A Talk with Bill about the Weather
by Steve Lambert


Old age is / a flight of small / cheeping birds / skimming / bare trees / above a snow glaze.
William Carlos Williams

I know this is beside the point,
Bill, and my fault alone,
but it’s hard for me
to imagine a snow glaze.
A good rain can glaze.
I can see that.
Raindrops, Bill,
are as varied as snowflakes.
Gnat-sized drops can swarm down
on the whole of a spring day,
like a slow pestilence,
clouds can explode
black against a summer afternoon,
war with the sun
for a fierce moment,
and be gone just as fast.
We’ve got pissers too, Bill,
and howlers.
Slow, slobbery dollops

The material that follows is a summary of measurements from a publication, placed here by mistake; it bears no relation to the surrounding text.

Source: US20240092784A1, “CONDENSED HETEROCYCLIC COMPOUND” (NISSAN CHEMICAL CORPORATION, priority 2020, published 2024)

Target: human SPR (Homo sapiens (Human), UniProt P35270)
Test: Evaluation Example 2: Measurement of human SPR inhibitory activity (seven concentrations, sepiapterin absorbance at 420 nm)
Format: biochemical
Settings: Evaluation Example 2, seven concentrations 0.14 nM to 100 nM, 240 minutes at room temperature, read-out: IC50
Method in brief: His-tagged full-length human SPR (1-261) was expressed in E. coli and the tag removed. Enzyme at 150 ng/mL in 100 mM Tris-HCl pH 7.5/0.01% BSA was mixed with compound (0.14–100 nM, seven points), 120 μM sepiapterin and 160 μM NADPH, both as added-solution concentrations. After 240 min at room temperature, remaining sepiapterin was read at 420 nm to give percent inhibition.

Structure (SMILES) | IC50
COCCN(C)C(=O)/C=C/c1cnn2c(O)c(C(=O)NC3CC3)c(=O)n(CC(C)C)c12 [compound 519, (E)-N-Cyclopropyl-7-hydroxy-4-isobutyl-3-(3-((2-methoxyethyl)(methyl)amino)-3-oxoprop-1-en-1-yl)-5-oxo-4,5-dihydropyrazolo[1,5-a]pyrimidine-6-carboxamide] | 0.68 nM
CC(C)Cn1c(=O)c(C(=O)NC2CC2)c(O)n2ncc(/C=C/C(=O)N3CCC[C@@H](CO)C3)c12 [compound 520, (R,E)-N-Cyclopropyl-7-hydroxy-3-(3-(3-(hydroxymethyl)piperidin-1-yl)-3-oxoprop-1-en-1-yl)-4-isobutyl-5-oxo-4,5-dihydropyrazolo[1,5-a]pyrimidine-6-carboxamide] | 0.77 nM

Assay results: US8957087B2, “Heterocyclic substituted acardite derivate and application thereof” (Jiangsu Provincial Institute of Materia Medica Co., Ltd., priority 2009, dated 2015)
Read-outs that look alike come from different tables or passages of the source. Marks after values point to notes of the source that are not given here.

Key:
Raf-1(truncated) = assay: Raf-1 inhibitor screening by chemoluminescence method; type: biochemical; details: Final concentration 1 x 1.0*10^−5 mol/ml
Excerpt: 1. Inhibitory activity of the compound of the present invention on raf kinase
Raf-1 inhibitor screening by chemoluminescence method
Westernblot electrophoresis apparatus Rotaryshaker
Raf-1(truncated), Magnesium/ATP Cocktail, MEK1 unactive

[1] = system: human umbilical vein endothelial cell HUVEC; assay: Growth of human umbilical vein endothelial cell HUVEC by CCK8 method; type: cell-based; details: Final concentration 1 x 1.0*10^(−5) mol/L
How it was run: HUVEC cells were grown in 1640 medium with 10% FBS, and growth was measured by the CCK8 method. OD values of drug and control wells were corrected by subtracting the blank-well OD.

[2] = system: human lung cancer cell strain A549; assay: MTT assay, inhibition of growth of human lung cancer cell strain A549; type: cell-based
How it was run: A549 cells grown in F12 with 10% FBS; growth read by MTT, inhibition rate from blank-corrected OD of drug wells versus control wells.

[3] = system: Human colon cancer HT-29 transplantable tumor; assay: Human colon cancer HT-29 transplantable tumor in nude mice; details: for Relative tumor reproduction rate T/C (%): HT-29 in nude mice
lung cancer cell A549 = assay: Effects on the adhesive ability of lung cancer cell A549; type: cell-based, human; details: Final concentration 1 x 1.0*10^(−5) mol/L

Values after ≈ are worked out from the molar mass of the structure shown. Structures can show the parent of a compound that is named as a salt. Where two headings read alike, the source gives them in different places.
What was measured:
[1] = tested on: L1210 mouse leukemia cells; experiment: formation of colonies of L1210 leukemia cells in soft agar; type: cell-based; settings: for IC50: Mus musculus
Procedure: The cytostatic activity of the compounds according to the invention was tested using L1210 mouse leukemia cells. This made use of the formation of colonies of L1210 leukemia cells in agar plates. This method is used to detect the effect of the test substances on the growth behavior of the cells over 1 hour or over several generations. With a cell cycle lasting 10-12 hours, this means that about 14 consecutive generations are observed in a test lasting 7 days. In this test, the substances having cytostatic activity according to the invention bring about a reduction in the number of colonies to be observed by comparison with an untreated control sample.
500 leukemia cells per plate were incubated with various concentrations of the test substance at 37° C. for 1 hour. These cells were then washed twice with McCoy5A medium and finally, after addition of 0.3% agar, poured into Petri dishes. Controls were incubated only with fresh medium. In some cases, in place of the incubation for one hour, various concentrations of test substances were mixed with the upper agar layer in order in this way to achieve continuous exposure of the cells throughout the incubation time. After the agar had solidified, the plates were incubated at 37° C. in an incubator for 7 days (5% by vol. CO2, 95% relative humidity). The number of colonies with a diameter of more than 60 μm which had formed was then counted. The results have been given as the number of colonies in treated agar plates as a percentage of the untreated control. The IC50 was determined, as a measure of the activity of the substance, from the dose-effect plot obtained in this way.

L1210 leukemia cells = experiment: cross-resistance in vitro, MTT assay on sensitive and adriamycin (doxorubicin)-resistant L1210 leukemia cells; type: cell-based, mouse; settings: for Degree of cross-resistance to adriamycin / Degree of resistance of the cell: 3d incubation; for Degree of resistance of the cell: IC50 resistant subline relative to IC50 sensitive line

and stinging pin pricks.
Bucket dumpers and slanting
walls of the stuff.
Thin curtains
that dance by in seconds
and disappear.
Whirlers that sting
and cold, quiet mizzle,
times when the stuff
hangs in the air
and clings to the trees,
never bothering even
to hit the ground.
Rain can glaze.
Some days it glazes everything,
makes the outside world shimmer.
I don’t have
a rich winter vocabulary, Bill.
But we Floridians
know rain.
We’re like The Eskimos
of rain down here.






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